“For the kingdom of heaven is like a master of a house who went out early in the morning to hire laborers for his vineyard. After agreeing with the laborers for a denarius a day, he sent them into his vineyard. And going out about the third hour he saw others standing idle in the marketplace, and to them he said, ‘You go into the vineyard too, and whatever is right I will give you.’ So they went. Going out again about the sixth hour and the ninth hour, he did the same. And about the eleventh hour he went out and found others standing. And he said to them, ‘Why do you stand here idle all day?’ They said to him, ‘Because no one has hired us.’ He said to them, ‘You go into the vineyard too.’ And when evening came, the owner of the vineyard said to his foreman, ‘Call the laborers and pay them their wages, beginning with the last, up to the first.’ And when those hired about the eleventh hour came, each of them received a denarius. Now when those hired first came, they thought they would receive more, but each of them also received a denarius. And on receiving it they grumbled at the master of the house, saying, ‘These last worked only one hour, and you have made them equal to us who have borne the burden of the day and the scorching heat.’ But he replied to one of them, ‘Friend, I am doing you no wrong. Did you not agree with me for a denarius? Take what belongs to you and go. I choose to give to this last worker as I give to you. Am I not allowed to do what I choose with what belongs to me? Or do you begrudge my generosity?’ So the last will be first, and the first last.”
–Matthew 20:1-16 (ESV)
That helps me but it doesn’t help my family, particularly my children who, as young adults, are now responsible for making their own decisions without any sort of “parental influence” from me, at least the unwanted kind.
But if I didn’t arrive early enough, perhaps it’s still not too late.
Hearken and hear Israel, (Devarim 27:9) this is the time marked for the redemption by Mashiach. The sufferings befalling us are the birth-pangs of Mashiach. Israel will be redeemed only through teshuva. (Jerusalem Talmud, Taanit I:1) Have no faith in the false prophets who assure you of glories and salvation after the War. Remember the word of G-d, “Cursed is the man who puts his trust in man, who places his reliance for help in mortals, and turns his heart from G-d” (Yirmiyahu 17:5). Return Israel unto the Eternal your G-d; (Hoshei’a 14:2) prepare yourself and your family to go forth and receive Mashiach, whose coming is imminent.
Wednesday, Tevet 15, 5703
Compiled by the Lubavitcher Rebbe
Translated by Yitschak Meir Kagan
I wish I could prepare my family to go forth and receive Mashiach, but the best I’m able to do at the moment is attempt to prepare myself. On the other hand, my wife recently confided in me that she feels I blog more about my feelings of going back to church than I ever discuss with her. I was rather shocked at hearing this, since I had no idea she had any interest in my church activities at all. Maybe what I do to prepare myself to go forth and receive Mashiach is more noticeable than I thought.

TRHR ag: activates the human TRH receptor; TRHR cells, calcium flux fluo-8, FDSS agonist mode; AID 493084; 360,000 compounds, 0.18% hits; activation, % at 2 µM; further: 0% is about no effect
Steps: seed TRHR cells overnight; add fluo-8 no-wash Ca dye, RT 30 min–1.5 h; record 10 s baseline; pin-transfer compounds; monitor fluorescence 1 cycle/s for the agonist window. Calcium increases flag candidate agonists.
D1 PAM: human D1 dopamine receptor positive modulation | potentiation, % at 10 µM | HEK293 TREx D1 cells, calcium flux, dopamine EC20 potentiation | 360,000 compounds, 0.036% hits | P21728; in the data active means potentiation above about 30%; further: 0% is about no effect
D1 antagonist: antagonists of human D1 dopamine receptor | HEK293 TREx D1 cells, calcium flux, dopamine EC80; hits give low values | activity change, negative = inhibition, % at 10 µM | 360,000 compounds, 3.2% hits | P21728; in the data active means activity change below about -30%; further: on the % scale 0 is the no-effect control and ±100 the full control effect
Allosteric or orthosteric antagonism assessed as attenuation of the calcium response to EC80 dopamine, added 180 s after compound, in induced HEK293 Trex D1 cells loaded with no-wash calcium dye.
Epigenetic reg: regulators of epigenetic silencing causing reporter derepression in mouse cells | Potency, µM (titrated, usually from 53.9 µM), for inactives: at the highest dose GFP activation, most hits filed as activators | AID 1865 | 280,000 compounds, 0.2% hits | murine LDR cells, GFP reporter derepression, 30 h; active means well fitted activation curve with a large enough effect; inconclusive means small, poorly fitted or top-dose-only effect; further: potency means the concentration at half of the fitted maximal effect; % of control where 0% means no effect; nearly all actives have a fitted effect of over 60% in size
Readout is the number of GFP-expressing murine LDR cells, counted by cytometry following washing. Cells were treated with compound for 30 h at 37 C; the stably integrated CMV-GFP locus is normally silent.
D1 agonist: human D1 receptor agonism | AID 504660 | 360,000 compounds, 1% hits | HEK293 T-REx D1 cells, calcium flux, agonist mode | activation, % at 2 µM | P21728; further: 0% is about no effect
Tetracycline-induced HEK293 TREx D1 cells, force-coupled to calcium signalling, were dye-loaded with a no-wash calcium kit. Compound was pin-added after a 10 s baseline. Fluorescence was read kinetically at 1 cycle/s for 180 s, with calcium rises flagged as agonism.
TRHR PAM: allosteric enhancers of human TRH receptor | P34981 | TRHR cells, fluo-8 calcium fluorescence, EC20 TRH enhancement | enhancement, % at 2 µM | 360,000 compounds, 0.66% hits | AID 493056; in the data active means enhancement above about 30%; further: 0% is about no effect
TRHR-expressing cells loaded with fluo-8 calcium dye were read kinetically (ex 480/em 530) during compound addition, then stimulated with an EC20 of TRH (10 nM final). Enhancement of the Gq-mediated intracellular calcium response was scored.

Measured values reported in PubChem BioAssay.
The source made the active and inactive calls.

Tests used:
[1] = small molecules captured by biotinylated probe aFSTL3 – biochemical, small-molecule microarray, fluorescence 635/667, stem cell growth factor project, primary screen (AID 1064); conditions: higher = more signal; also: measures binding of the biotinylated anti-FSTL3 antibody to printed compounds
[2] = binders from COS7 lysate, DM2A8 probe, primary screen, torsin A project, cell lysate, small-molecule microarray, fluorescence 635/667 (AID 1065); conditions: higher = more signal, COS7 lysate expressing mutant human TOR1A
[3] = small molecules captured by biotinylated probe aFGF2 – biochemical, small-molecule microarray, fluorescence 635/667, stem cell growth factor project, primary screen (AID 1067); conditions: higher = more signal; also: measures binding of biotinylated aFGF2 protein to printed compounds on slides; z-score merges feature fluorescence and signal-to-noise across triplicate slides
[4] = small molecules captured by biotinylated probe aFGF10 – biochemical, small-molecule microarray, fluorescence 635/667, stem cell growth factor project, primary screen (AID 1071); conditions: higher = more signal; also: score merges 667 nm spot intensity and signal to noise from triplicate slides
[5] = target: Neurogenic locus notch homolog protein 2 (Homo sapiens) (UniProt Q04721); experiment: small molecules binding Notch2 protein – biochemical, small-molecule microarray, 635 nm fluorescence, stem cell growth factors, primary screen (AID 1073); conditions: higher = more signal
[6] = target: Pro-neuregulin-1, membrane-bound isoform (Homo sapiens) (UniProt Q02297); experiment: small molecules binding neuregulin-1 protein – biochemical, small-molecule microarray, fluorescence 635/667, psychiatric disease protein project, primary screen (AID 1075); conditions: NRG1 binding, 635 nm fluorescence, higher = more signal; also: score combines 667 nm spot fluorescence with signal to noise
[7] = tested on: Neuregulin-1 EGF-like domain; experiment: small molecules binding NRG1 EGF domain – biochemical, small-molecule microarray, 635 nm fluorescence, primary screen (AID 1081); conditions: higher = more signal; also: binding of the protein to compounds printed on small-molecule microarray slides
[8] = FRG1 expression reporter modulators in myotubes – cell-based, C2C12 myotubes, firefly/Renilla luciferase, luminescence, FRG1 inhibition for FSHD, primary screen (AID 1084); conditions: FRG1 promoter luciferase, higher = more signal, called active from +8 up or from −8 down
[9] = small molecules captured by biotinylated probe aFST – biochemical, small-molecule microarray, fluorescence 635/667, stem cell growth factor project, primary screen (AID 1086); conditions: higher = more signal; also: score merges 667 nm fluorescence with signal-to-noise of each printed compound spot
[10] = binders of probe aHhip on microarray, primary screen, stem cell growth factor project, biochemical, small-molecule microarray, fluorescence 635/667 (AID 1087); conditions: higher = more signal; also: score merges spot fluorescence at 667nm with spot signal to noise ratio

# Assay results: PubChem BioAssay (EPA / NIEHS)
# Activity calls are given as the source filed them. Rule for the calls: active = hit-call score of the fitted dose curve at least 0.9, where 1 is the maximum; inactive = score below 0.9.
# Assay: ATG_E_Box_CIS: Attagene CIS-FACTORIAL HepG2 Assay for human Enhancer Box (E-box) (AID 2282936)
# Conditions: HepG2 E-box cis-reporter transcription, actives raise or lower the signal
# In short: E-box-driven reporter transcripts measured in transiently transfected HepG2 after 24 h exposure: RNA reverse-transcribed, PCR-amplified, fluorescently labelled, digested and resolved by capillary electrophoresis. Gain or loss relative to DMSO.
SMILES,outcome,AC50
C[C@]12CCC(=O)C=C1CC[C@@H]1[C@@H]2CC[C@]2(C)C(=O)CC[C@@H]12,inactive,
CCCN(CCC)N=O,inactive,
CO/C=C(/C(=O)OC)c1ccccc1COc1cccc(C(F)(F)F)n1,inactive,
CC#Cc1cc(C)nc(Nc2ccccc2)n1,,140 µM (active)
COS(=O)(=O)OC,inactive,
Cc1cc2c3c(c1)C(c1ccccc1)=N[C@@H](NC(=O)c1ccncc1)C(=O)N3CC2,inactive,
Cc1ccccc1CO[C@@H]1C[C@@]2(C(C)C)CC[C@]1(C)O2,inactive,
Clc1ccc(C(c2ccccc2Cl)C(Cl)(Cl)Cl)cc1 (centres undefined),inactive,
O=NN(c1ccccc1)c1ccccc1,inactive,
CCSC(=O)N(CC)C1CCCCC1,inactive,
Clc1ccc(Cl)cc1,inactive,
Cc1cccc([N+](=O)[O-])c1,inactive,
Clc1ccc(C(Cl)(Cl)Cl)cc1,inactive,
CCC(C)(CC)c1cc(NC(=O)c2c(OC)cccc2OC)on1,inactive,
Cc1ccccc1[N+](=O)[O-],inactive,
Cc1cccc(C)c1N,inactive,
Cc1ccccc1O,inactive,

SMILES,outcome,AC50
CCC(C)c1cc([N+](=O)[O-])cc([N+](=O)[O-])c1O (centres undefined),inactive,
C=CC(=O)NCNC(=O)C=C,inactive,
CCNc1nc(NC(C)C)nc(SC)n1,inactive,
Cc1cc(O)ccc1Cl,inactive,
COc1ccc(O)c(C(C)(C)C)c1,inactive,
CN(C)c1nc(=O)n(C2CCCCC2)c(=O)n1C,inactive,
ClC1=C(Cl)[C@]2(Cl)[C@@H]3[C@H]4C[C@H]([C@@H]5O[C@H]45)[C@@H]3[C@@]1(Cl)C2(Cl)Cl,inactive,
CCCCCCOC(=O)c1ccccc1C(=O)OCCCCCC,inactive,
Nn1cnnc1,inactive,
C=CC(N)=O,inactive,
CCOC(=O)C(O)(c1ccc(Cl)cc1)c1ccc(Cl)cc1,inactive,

On the one hand, God and faith seem to be happening too late to do much good in my life and in the lives of those I love the most. On the other hand, Rabbi Tzvi Freeman had this to say about the Rebbe’s lessons, which may also apply to me.
There is a recurring theme in the volumes of stories told of the Rebbe: The tale of the man who was in the right place at the right time.
There are the stories of someone embarking on a trip to some distant place, and the Rebbe gave him a book to take along, or asked him to do a certain thing there, or to meet a certain person. Or the Rebbe simply asked someone to go to a place, with little direction of what to do there.
And then, in these stories, it always works out that just at the right time the right person turns up in the right place and all the story unfolds. It’s all a matter of making connections: Every soul has certain sparks of light scattered throughout the world that relate to it in particular. The Rebbe sees the soul and senses, like a geiger counter, the sparks that await this soul. All that was needed is to bring the two within a reasonable proximity and the rest takes care of itself.
The stories are meant as a teaching as well. The Rebbe was revealing to us the wonder of our own lives, that there is purpose latent in whatever you are doing.
To extend the metaphor and express it as a question, is God still writing my story with purpose and intent in what I am doing today? Is it still possible for my life to draw others to God?
“A wise man changes his mind, a fool never”